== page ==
Changes to Maryland’s guardianship rules go into effect go into effect Monday more than two years after a work group was formed to make recommendations on how to improve the process and ensure best practices are employed.
The changes include new certification requirements to be completed by doctors and social workers; new training and eligibility requirements for attorneys appointed to represent subjects of guardianship proceedings; and new orientation and training requirements for guardians, according to the Maryland Judiciary. The rules were amended to clarify they apply to guardianships of minors created in circuit and orphans’ courts.
“The Judiciary is committed to protecting the rights of older Marylanders and vulnerable children and adults whose matters bring them before our courts,” Court of Appeals Chief Judge Mary Ellen Barbera said in a statement. “The changes to the rules will help prevent neglect, abuse and financial exploitation.”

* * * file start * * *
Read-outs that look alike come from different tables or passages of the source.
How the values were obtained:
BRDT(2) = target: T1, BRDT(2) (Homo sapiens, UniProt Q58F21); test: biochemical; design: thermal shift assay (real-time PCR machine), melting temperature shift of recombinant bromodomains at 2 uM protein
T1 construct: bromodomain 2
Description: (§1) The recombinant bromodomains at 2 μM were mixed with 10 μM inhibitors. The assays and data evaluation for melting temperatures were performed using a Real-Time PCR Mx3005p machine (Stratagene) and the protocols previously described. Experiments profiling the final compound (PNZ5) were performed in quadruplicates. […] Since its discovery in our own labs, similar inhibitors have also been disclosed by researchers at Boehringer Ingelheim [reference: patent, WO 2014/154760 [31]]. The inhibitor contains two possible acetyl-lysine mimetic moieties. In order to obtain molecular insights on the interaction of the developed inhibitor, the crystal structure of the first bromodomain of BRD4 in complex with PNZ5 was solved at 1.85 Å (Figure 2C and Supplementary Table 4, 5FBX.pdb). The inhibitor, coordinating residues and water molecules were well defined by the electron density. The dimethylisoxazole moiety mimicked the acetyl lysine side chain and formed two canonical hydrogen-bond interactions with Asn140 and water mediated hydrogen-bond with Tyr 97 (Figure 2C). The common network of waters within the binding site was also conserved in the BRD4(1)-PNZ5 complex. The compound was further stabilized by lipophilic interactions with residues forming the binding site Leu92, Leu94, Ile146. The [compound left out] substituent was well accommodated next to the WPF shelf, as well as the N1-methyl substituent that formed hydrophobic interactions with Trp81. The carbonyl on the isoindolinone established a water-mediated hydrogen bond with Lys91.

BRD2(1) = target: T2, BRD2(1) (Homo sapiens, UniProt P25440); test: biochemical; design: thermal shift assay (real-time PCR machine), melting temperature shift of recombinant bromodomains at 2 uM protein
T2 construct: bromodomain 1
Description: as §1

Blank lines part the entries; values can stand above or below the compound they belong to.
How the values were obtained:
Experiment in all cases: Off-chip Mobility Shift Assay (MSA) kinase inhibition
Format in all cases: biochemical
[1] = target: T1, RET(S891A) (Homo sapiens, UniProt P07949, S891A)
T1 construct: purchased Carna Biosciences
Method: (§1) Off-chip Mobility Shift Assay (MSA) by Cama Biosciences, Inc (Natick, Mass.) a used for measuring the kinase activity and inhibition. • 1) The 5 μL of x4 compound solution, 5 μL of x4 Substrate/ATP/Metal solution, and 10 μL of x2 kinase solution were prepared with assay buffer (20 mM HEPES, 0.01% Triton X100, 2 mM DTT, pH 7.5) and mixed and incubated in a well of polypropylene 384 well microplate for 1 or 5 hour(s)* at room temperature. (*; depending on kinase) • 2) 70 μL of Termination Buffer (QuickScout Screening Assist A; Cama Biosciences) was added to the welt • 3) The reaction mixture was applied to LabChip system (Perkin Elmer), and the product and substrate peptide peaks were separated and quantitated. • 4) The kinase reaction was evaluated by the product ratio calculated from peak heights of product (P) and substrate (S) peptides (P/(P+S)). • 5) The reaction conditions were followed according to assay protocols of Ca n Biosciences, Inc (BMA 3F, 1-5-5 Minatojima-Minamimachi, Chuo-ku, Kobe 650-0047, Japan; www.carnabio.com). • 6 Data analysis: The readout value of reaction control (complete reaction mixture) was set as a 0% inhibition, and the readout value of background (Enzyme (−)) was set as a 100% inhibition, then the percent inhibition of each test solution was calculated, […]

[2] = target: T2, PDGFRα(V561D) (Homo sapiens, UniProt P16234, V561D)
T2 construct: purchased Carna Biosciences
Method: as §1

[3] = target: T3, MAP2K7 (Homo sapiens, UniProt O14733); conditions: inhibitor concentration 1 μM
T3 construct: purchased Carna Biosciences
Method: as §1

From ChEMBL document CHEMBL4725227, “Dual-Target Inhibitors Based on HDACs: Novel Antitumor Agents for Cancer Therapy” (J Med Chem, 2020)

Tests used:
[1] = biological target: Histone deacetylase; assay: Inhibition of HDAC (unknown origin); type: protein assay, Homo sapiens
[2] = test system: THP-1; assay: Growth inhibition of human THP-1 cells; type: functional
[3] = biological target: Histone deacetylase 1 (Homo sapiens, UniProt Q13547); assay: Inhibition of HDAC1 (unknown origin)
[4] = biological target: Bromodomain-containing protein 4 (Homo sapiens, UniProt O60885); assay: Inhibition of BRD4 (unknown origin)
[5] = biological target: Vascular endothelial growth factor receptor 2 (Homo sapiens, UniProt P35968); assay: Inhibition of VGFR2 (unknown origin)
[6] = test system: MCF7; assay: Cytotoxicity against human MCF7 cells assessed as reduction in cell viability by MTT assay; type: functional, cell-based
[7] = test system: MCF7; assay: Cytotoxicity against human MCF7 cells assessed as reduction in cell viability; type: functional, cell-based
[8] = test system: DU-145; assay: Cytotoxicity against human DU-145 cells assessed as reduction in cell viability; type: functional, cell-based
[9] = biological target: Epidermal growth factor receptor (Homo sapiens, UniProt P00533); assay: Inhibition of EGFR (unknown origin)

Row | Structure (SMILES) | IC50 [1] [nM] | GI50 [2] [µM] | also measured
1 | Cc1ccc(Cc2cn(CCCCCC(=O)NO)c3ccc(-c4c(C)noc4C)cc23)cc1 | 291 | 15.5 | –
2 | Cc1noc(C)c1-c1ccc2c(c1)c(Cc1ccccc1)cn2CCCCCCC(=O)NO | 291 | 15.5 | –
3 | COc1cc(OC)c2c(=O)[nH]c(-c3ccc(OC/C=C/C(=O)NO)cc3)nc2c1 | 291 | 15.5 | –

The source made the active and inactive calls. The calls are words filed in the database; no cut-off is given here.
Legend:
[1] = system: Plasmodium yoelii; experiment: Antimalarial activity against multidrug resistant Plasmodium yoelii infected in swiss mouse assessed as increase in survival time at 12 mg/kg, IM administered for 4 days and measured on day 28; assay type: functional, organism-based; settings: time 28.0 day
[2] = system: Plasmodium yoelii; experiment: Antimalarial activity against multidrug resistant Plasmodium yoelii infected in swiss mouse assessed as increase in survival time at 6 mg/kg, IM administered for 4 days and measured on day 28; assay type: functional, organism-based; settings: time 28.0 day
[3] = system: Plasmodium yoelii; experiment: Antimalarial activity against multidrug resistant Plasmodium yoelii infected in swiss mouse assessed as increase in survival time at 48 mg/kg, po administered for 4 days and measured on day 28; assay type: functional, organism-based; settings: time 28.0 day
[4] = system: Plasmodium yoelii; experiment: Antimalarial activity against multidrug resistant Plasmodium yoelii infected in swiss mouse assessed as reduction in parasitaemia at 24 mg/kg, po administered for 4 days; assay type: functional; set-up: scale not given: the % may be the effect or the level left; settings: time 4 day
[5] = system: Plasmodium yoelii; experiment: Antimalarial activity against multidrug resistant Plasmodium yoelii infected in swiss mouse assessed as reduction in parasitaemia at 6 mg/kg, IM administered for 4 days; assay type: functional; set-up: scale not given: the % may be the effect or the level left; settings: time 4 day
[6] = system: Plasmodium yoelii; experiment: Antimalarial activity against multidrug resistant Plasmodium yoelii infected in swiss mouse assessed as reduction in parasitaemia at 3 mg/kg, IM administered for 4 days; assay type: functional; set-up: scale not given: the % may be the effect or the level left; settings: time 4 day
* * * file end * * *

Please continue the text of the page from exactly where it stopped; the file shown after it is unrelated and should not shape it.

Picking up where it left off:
The work group, formed in 2015, issued a report and recommendations in May 2016. The changes were adopted in a rules order in October.
All prospective guardians will have to watch a nine-minute orientation video before being appointed then receive training within 120 days of appointment for guardians of individuals and 60 days for guardians of property. The training programs are offered online and in person through some courts.
Attorneys appointed as guardians of minors or disabled people must also watch an additional video about ethical considerations if they have no prior relationship to the individual. The video focuses on the ethics rules pertaining to clients with diminished capacity, which requires assessing the person’s limitations and ability to give informed consent.
“Whenever possible, make decisions that maintain the autonomy of the person under guardianship,” the video states. “Commit the necessary time and resources to meet the personal and financial needs of the person under guardianship.”
The new rules also establish qualification for an attorney’s appointment, including being a member in good standing of the state bar, providing evidence of financial responsibility and guardianship training.
A new section on the Maryland Judiciary website contains information and links to orientations, training and forms.